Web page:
MARYLAND, USA — Health officials reported Maryland's first monkeypox-related death on Friday.
The Maryland Department of Health (MDH) announced that a Maryland residend died and said human monkeypox "was a contributing factor."
A release from MDH said the the individual was immunocompromised, resulting in a more severe case.
MDH will not be providing additional information to protect patient confidentiality.
“Human monkeypox is still circulating and can cause severe illness and death,” said MDH Deputy Secretary for Public Health Services Dr. Jinlene Chan. “If you are eligible, such as being immunocompromised or at-risk, the best way to protect yourself against serious illness from MPX is by getting vaccinated.”
Monkeypox is a rare but serious illness caused by infection with the monkeypox virus, which can infect humans and other animals. Most people who get MPX recover without any serious complications or the need for medical treatment.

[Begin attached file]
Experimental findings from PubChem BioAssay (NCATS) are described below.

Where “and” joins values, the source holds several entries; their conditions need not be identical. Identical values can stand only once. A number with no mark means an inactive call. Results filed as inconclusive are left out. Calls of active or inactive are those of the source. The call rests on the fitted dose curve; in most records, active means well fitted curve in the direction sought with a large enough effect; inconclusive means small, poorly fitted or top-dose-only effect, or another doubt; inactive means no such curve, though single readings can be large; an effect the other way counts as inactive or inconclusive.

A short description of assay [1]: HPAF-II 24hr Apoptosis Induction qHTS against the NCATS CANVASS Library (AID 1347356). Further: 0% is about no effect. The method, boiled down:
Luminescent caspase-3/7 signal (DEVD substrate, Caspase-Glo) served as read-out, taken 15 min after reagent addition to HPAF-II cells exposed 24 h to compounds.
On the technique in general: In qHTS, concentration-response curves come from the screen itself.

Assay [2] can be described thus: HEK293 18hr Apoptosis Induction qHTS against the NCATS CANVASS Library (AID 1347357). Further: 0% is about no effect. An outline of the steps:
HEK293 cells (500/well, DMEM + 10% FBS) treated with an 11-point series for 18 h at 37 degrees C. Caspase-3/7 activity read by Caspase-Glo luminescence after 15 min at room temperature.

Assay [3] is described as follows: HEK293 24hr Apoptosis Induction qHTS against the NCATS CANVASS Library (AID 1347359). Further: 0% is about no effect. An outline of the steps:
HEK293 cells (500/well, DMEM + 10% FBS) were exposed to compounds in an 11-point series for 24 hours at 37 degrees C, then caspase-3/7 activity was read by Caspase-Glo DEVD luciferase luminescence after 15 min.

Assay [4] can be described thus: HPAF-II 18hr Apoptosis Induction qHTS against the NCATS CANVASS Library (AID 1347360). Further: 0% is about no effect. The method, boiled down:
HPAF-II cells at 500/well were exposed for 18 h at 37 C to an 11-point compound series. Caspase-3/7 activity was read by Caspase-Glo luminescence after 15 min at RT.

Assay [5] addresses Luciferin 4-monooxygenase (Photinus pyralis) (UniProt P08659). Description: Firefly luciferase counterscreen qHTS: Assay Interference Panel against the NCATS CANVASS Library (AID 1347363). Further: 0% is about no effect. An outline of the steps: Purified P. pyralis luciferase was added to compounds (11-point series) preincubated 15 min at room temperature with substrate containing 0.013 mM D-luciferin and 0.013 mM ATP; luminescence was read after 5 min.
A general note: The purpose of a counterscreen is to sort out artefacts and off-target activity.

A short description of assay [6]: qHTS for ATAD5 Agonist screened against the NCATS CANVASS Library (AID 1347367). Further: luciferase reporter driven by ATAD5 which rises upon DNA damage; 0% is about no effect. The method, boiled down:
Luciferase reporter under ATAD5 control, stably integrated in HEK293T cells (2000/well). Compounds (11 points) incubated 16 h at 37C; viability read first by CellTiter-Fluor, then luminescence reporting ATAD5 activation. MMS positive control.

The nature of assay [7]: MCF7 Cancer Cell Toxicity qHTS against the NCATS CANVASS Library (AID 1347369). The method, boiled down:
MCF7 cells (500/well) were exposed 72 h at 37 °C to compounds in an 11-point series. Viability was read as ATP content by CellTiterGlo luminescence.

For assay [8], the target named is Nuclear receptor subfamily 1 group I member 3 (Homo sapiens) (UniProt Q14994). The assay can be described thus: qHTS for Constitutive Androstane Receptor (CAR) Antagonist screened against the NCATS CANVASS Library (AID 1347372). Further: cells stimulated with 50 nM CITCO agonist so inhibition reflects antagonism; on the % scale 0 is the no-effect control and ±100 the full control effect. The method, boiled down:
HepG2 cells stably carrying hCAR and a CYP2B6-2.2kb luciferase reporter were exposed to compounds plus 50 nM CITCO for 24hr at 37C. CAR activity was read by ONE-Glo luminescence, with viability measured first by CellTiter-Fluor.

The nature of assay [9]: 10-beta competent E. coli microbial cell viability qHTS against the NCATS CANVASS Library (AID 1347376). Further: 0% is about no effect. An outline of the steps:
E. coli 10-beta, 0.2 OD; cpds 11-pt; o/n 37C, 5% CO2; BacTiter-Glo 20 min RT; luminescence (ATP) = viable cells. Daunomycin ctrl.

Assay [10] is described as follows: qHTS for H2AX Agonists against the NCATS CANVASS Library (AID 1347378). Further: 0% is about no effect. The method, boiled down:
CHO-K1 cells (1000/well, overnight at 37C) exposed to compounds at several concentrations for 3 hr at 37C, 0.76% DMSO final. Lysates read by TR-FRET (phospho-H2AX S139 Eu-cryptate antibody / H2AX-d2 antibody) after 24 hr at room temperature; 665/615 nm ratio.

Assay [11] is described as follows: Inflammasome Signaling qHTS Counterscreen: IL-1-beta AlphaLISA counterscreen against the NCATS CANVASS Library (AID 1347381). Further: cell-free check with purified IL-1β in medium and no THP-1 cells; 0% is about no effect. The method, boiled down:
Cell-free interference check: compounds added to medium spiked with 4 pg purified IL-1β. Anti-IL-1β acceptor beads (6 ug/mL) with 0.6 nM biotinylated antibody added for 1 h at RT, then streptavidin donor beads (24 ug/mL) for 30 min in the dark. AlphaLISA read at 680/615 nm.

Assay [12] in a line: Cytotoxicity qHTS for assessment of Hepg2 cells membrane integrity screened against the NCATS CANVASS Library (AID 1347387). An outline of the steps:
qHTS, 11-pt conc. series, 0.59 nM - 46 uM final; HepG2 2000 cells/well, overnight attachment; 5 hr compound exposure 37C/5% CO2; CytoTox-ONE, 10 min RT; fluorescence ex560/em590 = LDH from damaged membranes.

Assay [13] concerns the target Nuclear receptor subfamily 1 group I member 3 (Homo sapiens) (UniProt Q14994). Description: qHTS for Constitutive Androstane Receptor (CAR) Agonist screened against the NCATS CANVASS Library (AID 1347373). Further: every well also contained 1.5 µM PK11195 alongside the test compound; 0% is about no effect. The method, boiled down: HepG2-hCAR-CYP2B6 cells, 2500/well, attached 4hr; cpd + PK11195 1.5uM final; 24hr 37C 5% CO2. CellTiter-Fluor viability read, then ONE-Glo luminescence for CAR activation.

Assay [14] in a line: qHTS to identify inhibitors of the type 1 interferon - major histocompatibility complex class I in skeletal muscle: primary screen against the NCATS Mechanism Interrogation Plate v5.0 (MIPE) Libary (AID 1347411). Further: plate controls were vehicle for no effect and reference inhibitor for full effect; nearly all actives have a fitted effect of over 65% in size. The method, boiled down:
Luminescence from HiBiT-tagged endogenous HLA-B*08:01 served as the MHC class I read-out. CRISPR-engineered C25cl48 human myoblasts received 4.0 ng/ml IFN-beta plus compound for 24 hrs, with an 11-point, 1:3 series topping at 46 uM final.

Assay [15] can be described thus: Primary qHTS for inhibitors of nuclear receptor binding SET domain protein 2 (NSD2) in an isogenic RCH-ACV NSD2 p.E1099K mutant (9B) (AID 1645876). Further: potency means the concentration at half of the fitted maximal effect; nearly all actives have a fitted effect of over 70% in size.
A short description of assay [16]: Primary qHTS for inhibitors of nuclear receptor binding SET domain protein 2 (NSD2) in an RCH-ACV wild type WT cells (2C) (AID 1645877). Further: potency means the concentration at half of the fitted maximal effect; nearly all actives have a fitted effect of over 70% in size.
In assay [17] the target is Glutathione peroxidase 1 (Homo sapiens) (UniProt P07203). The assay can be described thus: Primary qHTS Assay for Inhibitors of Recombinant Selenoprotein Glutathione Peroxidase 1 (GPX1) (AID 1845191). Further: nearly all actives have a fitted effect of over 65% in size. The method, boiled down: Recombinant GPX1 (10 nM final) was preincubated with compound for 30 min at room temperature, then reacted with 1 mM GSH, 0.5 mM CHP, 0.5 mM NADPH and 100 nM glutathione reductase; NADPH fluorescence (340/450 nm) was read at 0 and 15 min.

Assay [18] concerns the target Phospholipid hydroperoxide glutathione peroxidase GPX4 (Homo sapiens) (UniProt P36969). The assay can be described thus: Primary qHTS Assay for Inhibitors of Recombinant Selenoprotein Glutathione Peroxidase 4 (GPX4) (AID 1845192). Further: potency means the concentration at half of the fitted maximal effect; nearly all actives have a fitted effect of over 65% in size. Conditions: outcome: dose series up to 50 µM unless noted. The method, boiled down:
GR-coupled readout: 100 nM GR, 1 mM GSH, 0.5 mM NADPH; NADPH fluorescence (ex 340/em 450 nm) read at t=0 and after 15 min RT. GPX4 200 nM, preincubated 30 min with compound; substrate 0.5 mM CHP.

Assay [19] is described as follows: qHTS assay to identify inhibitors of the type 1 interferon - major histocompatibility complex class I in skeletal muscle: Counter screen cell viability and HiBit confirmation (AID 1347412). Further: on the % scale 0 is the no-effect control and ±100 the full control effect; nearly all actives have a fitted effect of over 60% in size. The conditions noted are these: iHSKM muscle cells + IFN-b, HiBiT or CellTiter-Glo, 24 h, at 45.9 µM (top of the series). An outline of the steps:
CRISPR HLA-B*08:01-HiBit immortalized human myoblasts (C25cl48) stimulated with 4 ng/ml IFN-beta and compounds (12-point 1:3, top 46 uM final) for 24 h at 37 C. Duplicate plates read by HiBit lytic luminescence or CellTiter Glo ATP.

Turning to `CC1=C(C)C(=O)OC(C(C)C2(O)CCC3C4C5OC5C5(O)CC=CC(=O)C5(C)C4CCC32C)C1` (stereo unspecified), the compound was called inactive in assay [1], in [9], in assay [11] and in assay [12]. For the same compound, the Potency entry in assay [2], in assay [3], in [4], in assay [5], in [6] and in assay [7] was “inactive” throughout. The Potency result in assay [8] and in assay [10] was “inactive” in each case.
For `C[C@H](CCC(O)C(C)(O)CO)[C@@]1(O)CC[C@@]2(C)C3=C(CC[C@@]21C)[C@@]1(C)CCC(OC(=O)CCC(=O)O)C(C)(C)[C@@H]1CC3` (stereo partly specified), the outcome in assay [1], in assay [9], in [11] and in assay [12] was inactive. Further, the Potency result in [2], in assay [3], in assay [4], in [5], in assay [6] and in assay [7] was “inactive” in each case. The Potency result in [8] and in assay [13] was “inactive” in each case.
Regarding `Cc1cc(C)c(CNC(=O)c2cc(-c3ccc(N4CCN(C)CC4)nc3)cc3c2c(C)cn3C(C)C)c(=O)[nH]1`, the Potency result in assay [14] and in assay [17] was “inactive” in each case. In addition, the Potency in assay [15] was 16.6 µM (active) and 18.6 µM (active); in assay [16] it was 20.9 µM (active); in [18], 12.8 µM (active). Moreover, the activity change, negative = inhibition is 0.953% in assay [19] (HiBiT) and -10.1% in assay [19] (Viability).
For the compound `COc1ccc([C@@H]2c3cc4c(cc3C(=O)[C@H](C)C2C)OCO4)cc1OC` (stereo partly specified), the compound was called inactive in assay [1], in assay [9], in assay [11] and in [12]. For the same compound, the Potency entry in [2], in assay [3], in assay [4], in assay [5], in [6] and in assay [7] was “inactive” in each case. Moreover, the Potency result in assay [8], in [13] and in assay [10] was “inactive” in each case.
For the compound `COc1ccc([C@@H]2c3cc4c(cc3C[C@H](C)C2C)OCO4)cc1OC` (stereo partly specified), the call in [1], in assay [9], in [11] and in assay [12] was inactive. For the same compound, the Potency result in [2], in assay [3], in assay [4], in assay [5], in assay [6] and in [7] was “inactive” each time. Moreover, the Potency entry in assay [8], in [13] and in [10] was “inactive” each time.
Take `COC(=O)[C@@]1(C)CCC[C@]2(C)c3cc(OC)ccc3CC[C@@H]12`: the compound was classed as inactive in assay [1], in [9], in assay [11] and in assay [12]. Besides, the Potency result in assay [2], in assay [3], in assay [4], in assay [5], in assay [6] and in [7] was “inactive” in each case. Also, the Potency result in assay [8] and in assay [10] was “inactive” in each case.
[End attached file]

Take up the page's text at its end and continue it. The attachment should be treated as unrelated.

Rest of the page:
People living with a condition that weakens the immune system, such as advanced or untreated HIV, AIDS, certain cancers, an organ transplant, or another immune deficiency disorder, may be more likely to have serious complications or need treatment. Getting vaccinated can protect against getting MPX or can reduce the severity of illness if you do get MPX.
MDH encourages all Maryland residents to follow the recommended prevention steps and to get vaccinated if exposed to MPX or are at higher risk of being exposed.
MPX vaccine is free and available throughout the state. People can register for an appointment using the Maryland Statewide Human Monkeypox (MPX) Vaccination Pre-Registration System.
Anyone who has MPX symptoms should contact their health care provider. People without a provider or insurance should contact their local health department.
Additional information is available on MDH’s website: health.maryland.gov/monkeypox.
In July, at the start of the monkeypox outbreak in the U.S., DC Health officials reported the highest number of cases per capita. Monkeypox cases peaked nationwide in early August. The first week of August the CDC reported 3,075 new MPX cases in the U.S. Cases have since dropped ten-fold. For the week of October 13-19 the CDC recorded 338 new MPX cases in the U.S.
Since the start of the outbreak, the Maryland Department of Health has identified 700 cases in the state. The CDC has reported 513 MPX cases in the District of Columbia since the start of the outbreak.
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